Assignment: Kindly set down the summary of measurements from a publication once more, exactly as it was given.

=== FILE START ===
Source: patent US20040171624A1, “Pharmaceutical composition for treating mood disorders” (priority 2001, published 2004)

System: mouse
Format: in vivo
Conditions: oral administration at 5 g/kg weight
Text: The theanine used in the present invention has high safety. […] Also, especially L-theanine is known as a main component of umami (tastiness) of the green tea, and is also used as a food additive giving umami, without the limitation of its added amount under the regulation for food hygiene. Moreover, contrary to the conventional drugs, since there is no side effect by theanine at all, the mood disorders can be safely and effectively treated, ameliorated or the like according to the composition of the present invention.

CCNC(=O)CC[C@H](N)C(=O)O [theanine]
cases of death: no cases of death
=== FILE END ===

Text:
Source: patent US20040171624A1, “Pharmaceutical composition for treating mood disorders” (priority 2001, published 2004)

System: mouse
Format: in vivo
Conditions: oral administration at 5 g/kg weight
Text: The theanine used in the present invention has high safety. […] Also, especially L-theanine is known as a main component of umami (tastiness) of the green tea, and is also used as a food additive giving umami, without the limitation of its added amount under the regulation for food hygiene. Moreover, contrary to the conventional drugs, since there is no side effect by theanine at all, the mood disorders can be safely and effectively treated, ameliorated or the like according to the composition of the present invention.

CCNC(=O)CC[C@H](N)C(=O)O [theanine]
cases of death: no cases of death